PHASE 5: HINDSIGHT
By failing to fulfill the expectations of performers and audience members alike, it became possible for the initial instructions to serve two purposes: First, when relieved of our own instructed roles in the piece, we had no further obligation but to divulge our curiosity about the instructions of others. To me, this signifies that the experience of performative success and artistic curiosity are not necessarily linked, and further, that one may come at the expense of the other. Second, the instructions themselves propelled us into a new state of relationship to them, and the instructions were thereby devised to render themselves unnecessary. In so doing, the instructions managed to change my very intent as a performer, thereby dislodging my notions as to how to approach performance itself.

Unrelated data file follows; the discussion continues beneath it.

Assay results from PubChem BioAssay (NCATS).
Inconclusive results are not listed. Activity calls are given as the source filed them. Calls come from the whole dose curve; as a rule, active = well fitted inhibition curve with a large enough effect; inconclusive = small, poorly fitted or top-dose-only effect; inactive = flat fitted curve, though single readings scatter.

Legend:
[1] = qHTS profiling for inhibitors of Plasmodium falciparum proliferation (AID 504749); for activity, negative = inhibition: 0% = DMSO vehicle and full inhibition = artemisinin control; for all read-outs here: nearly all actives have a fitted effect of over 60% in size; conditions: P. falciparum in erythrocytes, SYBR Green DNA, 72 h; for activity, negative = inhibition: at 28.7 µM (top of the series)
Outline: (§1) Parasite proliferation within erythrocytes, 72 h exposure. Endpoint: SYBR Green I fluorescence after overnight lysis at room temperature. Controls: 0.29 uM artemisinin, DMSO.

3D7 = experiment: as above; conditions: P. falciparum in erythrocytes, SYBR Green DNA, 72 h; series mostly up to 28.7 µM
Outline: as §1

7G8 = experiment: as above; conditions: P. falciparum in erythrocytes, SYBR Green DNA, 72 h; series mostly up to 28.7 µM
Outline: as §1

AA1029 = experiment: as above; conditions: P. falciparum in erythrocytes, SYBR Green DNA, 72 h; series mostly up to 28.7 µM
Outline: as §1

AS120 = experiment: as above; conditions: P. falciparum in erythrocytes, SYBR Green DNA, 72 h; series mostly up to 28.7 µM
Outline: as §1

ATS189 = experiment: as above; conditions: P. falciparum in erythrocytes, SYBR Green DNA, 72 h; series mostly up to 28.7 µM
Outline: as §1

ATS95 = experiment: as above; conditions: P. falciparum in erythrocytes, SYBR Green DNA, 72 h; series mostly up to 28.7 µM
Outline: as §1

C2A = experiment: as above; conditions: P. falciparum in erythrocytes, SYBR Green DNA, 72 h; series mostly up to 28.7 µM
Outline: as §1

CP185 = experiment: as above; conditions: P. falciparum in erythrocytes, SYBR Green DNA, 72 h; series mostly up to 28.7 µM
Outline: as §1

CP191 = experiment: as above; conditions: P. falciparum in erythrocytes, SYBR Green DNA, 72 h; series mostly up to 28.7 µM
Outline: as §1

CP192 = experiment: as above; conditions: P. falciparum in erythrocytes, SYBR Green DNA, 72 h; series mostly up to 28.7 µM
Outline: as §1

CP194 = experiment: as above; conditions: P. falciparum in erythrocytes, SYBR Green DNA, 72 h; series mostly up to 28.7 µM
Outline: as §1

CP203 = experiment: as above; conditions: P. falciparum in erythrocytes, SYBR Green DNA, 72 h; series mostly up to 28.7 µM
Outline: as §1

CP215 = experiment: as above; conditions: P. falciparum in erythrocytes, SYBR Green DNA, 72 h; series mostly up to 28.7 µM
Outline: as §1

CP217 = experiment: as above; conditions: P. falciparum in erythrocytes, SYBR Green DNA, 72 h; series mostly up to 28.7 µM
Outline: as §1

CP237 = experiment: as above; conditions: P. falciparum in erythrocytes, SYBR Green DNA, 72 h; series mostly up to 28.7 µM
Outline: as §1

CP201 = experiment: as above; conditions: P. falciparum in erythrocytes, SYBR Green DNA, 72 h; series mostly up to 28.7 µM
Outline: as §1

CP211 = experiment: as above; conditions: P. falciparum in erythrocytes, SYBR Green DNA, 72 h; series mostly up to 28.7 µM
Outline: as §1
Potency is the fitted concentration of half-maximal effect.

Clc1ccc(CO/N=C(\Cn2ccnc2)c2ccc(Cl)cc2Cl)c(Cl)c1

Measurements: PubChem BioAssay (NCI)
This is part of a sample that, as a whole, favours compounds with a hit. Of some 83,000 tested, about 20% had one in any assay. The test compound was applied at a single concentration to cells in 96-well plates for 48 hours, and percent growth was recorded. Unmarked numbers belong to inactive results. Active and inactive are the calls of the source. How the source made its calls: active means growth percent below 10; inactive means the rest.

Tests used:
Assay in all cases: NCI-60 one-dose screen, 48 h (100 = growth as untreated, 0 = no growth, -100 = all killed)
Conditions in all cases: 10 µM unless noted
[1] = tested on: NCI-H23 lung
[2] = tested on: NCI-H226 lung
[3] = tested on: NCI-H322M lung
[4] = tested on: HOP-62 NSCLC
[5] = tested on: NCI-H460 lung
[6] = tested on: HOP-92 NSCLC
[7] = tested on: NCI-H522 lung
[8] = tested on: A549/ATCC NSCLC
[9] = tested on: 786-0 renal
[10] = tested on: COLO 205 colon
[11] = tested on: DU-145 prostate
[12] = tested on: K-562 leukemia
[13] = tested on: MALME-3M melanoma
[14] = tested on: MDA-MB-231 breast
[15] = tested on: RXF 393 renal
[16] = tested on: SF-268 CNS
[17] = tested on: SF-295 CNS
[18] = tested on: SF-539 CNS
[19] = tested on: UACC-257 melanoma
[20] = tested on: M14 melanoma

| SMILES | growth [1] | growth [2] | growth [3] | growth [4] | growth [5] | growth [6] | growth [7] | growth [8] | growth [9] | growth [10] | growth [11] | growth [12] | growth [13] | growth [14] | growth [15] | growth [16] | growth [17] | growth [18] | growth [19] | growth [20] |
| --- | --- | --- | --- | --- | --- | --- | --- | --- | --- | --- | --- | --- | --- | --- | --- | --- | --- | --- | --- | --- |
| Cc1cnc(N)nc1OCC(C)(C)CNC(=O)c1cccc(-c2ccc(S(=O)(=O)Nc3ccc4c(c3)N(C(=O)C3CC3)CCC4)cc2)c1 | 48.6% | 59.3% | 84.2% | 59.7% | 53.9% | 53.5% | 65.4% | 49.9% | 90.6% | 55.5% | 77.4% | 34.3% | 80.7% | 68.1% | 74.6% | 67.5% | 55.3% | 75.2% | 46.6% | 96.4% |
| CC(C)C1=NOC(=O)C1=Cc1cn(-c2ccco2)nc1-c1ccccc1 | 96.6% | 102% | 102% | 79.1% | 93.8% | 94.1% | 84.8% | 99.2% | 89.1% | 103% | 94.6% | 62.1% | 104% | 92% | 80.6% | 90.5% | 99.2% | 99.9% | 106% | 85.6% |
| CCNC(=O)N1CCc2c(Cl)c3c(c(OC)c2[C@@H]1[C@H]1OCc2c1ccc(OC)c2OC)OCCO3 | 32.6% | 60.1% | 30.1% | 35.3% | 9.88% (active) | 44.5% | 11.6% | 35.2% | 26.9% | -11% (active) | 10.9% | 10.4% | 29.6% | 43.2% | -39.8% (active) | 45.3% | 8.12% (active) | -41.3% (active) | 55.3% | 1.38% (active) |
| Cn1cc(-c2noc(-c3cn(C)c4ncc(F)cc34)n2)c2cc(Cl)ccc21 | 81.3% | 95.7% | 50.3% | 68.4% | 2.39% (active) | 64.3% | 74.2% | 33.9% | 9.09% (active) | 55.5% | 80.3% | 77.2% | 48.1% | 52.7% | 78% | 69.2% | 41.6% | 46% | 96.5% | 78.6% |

When a work of this nature is performed within an arts venue, it exposes the way in which art world protocol tends to shape artworks. Further, Concertos No.3 at the Incubator provides an example as to how venues respond to situations in which a work of art must operate outside that protocol. Concertos No.3 wasn't built for an audience, and in fact, it seems that the presence of audience in the space served as nothing more than a concession made to fulfill art conventions, and as such, was further utilized to distract performers in the initial phase of the performance from what would be the eventual nature of their actions. In this way, audience was central to the way in which Concertos No.3 framed artistic convention. They were invited merely so that they would leave, and by leaving, they gave performers a choice: Either investigate or abandon. And in fact, the piece would not have been able to end until all of the audience members, like the performers themselves, had either given up on the work or entered it.